The quarries themselves, as these photos by Luca Locatelli attest, are their own isolated world: beautiful, bizarre and severe. It is a self-contained universe of white, simultaneously industrial and natural, where men with finger-nubs stand on scenic cliffs conducting tractors like symphony orchestras. Over the centuries, the strange geology of the marble mountains has produced an equally strange human community — strange even by the standards of Italy’s fractious regional subcultures. The people there live in white towns, breathing white dust, speaking their own dialects, nursing their own politics. There is a proud history, in and around Carrara, of anarchism and revolt.
Although the tools of extraction have changed over the centuries — oxen and chisels have given way to tractors and diamond-toothed saws — the fact remains: Large pieces of white stone, cut and hauled to distant places, function as a sign of wealth and power. Like gold, marble is a special form of embedded wealth, visually striking and deeply impractical. Follow Italy’s marble, and you follow the major movements of global wealth in human history, from ancient Rome to Victorian London to 20th-century New York.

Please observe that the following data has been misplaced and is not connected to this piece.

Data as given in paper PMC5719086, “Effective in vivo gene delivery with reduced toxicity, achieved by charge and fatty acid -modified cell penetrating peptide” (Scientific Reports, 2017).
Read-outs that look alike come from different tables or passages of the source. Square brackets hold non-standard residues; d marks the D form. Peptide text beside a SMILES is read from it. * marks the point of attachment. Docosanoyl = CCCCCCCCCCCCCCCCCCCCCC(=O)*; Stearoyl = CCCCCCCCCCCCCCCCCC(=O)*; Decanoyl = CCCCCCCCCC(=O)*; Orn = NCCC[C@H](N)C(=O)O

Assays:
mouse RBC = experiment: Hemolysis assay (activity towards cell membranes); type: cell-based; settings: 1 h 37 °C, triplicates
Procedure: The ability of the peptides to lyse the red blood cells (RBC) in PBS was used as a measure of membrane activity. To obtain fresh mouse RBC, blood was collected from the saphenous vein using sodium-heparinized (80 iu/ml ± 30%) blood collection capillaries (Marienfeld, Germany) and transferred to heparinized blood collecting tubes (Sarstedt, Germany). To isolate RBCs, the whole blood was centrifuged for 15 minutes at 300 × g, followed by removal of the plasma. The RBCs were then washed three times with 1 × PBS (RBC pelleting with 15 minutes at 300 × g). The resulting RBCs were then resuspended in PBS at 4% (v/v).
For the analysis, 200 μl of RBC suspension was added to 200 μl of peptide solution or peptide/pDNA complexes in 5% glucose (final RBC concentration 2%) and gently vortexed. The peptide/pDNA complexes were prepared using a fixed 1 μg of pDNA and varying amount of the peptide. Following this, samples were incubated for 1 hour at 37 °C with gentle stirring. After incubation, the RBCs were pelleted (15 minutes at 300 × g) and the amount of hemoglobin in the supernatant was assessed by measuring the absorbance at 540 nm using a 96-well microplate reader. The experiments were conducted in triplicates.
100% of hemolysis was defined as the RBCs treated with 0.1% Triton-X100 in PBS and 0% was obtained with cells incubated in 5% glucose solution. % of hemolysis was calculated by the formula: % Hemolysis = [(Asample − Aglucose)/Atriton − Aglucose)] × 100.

Today Italy’s marble tends to move farther than it did before — not just 200 miles to Rome or 700 miles to London but 3,000 miles to Abu Dhabi and 4,000 miles to Mumbai and 5,000 miles to Beijing. The centers of wealth have shifted, as they always will, and the marble follows, as it always has. The last decade has coincided with feverish marble-based construction, in particular, around Mecca in Saudi Arabia. In 2014, the Saudi Binladin Group, one of the region’s major construction firms, bought a large stake in one of Carrara’s largest quarries. The famous white stone is now used not in small batches for art but in bulk for huge building projects: mosques, palaces, malls, hotels.
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